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Dog Acne

What Is Dog Acne?

Dog acne refers to inflammation affecting the lips and muzzle skin, presenting as red bumps or pimples. It typically initiates as folliculitis, wherein short hairs become inflamed beneath the skin’s surface. Alternatively, it may stem from furunculosis, characterized by painful, infected hair follicles filled with pus. These conditions result from trauma to the tissues, potentially leading to chronic complications like secondary bacterial or fungal infections. Dog acne is prevalent among young dogs of short-coated breeds.


Symptoms of dog acne typically manifest on the underside of the chin, the skin surrounding the mouth, and the lower lips. They may present as red bumps, patches of hair loss, and swelling in the muzzle area. With advancement, the bumps may get infected, increase in size, and discharge fluid.


The causes of dog acne often remain unidentified, although potential factors include:

  • Skin damage resulting from vigorous play or rubbing the face against rough surfaces.
  • Itching and scratching triggered by an underlying skin allergy.
  • Age, with most dogs experiencing chin acne between 6 months and a year old.

Breeds with short hair, such as Boxers, Doberman Pinschers, English Bulldogs, Great Danes, Weimaraners, English Mastiffs, Rottweilers, and German Short-Haired Pointers.

  • Dog acne is distinct in that it typically affects only the muzzle area of the dog. While the exact cause of acne remains unclear in many instances, it could stem from localized trauma due to rough play or rubbing the face against carpets or rough surfaces. Some pets may scratch and rub due to underlying skin allergies affecting various body parts, which can exacerbate or instigate the initial acne outbreak. Not all short-haired breed dogs develop chin acne, suggesting that genetics and environmental factors likely contribute to this condition.


If you suspect your dog has developed acne and is displaying any of the aforementioned symptoms, it’s crucial to arrange a visit with your veterinarian promptly.

Your veterinarian will aim to rule out other potential conditions, including:

  • Demodicosis: A form of mange typically diagnosed via skin scrapings examined under a microscope.
  • Ringworm: In its early stages, this fungus may resemble acne, so your veterinarian may pluck several hairs for a culture, which usually takes 10 to 14 days for confirmation.
  • Puppy Strangles: A skin disorder appearing in puppies that can resemble acne.

Typically, your veterinarian will conduct a thorough examination and inquire about your dog’s diet, treats, supplements, and home environment. Questions may encompass the types of pet dishes used or the presence of other pets in the household, as some dogs may have a contact reaction to plastic bowls. Additionally, contamination of bacteria or yeast can hide in micro scratches on plastic dishes.

Your vet may also collect skin samples to detect secondary bacteria, yeast, or Demodex mites and might order a dermatophyte fungal culture. If the acne exhibits signs of draining, a bacterial culture may be obtained to determine the bacterial type. In rare instances, a biopsy may be recommended to assess deep-seated disease, unusual lesions, or cases resistant to treatment.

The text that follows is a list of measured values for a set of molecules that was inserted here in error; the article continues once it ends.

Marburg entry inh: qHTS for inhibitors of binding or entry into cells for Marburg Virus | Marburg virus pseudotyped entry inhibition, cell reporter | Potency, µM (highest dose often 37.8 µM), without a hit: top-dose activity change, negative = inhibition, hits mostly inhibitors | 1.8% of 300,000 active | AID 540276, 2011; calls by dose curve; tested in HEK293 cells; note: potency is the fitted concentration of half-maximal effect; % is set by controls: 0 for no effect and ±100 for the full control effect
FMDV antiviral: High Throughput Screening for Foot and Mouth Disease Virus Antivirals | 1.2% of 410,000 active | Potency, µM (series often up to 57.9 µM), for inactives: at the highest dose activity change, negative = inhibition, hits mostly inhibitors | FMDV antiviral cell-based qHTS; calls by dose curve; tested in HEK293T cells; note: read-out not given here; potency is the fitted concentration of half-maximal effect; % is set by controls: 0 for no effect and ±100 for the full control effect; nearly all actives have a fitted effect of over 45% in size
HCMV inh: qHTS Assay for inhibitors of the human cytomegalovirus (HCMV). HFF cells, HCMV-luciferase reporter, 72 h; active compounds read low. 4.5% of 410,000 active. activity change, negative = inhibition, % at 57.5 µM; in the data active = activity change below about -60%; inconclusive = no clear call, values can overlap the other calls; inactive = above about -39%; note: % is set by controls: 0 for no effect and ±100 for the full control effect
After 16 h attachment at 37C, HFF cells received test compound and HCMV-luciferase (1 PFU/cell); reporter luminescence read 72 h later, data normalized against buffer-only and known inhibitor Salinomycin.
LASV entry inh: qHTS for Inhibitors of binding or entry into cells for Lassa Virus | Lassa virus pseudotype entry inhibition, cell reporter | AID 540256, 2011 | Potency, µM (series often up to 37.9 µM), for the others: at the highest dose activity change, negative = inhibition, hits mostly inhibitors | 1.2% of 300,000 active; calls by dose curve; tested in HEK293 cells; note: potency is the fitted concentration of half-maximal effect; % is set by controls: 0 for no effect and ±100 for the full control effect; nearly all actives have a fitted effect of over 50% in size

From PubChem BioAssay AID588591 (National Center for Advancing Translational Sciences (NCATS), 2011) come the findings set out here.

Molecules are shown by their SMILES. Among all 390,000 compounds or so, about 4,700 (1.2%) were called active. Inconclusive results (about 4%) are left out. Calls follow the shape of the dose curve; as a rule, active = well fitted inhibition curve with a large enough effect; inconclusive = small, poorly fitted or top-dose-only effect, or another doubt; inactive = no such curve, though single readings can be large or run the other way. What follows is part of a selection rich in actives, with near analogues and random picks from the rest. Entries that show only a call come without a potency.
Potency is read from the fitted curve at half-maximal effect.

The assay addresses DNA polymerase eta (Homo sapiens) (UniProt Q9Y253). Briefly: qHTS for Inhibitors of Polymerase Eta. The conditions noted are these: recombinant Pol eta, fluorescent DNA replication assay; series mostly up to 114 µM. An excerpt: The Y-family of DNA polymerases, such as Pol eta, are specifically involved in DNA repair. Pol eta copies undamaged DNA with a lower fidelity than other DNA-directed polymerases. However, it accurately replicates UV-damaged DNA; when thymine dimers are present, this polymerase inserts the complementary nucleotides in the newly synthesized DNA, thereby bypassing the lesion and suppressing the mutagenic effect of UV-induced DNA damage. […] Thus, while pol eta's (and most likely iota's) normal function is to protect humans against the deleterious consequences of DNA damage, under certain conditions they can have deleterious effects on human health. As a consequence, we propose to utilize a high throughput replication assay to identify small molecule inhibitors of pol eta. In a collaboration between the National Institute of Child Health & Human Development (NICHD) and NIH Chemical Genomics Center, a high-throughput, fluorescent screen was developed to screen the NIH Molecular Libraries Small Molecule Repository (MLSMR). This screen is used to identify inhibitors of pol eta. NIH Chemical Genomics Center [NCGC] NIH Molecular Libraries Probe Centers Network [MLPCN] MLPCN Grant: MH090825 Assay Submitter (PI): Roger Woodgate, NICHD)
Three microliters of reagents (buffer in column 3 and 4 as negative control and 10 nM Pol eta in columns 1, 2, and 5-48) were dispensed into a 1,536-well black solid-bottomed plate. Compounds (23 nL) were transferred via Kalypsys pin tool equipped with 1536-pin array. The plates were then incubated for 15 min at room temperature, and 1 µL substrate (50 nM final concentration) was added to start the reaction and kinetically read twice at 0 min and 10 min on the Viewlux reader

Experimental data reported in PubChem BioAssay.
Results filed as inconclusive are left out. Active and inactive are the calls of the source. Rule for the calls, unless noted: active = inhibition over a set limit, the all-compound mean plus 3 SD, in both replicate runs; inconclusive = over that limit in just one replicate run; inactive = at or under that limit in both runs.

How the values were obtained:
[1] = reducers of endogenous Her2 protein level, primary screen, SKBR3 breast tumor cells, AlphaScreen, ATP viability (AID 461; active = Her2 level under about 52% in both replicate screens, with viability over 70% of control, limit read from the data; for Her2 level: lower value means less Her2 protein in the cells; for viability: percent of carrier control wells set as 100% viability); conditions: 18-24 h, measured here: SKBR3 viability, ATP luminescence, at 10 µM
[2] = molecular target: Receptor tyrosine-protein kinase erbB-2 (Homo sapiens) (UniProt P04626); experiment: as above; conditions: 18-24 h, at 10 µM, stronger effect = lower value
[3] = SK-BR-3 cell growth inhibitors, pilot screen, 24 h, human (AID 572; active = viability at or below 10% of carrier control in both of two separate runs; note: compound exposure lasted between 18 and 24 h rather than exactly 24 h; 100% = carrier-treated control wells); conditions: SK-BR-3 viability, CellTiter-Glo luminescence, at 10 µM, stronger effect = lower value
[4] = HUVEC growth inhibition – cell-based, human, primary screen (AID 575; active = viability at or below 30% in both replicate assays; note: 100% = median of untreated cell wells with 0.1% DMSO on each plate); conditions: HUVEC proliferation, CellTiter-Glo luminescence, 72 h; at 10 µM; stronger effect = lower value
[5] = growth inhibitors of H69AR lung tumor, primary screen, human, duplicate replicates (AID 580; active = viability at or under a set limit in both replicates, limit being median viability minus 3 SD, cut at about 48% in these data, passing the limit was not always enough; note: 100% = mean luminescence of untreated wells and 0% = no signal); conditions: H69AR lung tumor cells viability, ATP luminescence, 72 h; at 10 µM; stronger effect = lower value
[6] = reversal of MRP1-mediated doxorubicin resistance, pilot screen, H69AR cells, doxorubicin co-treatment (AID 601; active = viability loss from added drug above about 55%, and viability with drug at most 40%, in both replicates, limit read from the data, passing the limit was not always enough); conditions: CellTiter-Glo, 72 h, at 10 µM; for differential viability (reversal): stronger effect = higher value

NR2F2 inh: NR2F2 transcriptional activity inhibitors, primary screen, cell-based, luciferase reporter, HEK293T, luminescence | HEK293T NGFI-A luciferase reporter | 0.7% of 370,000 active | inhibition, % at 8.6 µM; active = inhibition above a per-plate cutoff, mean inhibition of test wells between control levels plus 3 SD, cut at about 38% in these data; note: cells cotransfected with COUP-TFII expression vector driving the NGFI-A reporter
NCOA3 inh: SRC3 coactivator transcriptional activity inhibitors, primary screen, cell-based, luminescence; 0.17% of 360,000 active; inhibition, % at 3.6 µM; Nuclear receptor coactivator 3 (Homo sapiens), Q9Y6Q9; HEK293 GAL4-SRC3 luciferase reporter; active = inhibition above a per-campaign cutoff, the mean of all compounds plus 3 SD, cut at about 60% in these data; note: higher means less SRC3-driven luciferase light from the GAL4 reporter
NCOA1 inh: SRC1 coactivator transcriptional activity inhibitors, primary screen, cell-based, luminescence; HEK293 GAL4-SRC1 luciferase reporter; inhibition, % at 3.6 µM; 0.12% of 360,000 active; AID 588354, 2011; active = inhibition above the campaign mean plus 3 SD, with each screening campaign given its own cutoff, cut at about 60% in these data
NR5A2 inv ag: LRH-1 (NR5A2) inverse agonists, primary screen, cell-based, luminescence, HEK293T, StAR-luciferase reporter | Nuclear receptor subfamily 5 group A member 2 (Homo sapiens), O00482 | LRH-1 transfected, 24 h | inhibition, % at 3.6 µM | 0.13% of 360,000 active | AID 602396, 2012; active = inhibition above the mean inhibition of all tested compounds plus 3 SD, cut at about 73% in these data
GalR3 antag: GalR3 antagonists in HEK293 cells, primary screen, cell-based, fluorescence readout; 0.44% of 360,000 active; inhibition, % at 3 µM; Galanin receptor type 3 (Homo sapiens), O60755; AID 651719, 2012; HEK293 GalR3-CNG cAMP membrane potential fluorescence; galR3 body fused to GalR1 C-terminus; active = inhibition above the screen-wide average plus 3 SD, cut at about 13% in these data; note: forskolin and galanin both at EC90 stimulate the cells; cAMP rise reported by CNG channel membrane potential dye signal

Treatment for dog acne involves a combination of medication, dietary adjustments, and behavioral interventions.

Your veterinarian may prescribe topical or oral medications aimed at reducing inflammation and combating bacterial infections, if present. These medications may include:

  • Anti-inflammatories
  • Antibiotics
  • Antifungals

Behavioral therapy may be recommended to help your dog refrain from exacerbating the condition through rough play or rubbing their face against rough surfaces. Your veterinarian may also provide guidance on proper cleaning techniques for the affected area to prevent secondary infections.

If an underlying allergy is identified, your vet may propose dietary modifications, supplements, and allergy medications, whether prescription or over-the-counter, as part of the treatment plan.

Living and Management

The majority of dogs suffering from acne typically recover well with appropriate treatment, although ongoing management is often necessary. This may involve measures to prevent recurring trauma, application of topical medications during flare-ups, and long-term allergy management if indicated. In severe cases, scarring may occur, increasing the likelihood of lesion recurrence.

Dog Acne FAQs

How can I assist my dog’s acne at home?

You can implement behavioral adjustments to minimize contact with rough surfaces or rough play, which can help prevent hair breakage. Additionally, maintaining cleanliness and dryness in the chin area can aid in preventing secondary infections.

Will dog acne resolve on its own?

Due to the inflammation of the follicle when the broken hair is pushed beneath the skin, dog chin acne typically requires some form of treatment. The intensity of treatment may vary from mild to significant based on the specific case. Dogs with deep skin infections (pyoderma) may necessitate several months of medication.

Is dog acne contagious?

In most cases, dog acne is not contagious. However, if there’s a secondary bacterial or fungal infection present, the likelihood of spreading the infection is minimal.

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